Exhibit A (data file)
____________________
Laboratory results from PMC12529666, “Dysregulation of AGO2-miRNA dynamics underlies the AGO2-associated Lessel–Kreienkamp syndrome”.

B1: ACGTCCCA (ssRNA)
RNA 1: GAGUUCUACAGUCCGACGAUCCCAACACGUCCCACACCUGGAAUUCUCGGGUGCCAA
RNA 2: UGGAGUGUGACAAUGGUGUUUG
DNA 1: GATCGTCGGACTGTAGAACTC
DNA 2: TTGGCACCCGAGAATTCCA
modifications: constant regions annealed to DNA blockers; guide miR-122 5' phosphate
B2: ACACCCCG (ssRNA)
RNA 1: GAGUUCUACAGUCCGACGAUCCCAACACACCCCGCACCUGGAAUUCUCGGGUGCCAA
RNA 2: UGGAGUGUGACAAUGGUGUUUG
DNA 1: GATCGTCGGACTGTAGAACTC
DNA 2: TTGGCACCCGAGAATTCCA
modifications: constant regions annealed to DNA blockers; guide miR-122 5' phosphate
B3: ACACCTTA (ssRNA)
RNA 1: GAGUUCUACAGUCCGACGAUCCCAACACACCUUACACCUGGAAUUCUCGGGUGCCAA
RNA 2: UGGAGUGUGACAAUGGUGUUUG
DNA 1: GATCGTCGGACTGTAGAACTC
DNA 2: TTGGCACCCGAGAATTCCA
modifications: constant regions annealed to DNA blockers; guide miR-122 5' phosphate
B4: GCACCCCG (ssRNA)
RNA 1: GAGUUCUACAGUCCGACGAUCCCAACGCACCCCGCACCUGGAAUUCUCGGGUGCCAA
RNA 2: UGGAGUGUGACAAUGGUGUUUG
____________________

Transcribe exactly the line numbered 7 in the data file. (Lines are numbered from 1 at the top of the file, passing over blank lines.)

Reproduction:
modifications: constant regions annealed to DNA blockers; guide miR-122 5' phosphate